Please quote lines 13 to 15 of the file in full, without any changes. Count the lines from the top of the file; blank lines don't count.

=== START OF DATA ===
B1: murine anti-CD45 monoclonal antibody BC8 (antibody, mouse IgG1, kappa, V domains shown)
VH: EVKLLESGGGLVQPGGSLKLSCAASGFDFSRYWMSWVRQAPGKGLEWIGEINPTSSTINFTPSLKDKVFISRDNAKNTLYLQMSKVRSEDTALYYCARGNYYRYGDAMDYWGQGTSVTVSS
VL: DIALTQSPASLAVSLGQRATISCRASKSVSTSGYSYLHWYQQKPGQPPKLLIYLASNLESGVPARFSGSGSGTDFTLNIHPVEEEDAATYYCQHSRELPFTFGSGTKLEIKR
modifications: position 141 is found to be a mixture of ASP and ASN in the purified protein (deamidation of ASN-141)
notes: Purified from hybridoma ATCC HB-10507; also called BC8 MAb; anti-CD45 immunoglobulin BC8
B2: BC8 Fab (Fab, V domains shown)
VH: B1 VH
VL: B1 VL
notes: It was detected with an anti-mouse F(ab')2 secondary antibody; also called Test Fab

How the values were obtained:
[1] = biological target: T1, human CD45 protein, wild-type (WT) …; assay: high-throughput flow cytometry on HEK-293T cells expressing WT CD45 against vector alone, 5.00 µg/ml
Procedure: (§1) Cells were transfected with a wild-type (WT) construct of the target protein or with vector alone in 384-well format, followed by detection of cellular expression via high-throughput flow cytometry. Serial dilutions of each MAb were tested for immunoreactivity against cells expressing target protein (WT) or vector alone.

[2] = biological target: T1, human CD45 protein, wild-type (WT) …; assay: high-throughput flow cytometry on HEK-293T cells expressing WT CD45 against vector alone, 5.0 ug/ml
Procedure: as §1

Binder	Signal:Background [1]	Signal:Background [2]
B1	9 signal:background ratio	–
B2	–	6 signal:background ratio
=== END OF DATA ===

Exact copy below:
[2] = biological target: T1, human CD45 protein, wild-type (WT) …; assay: high-throughput flow cytometry on HEK-293T cells expressing WT CD45 against vector alone, 5.0 ug/ml
Procedure: as §1

Binder	Signal:Background [1]	Signal:Background [2]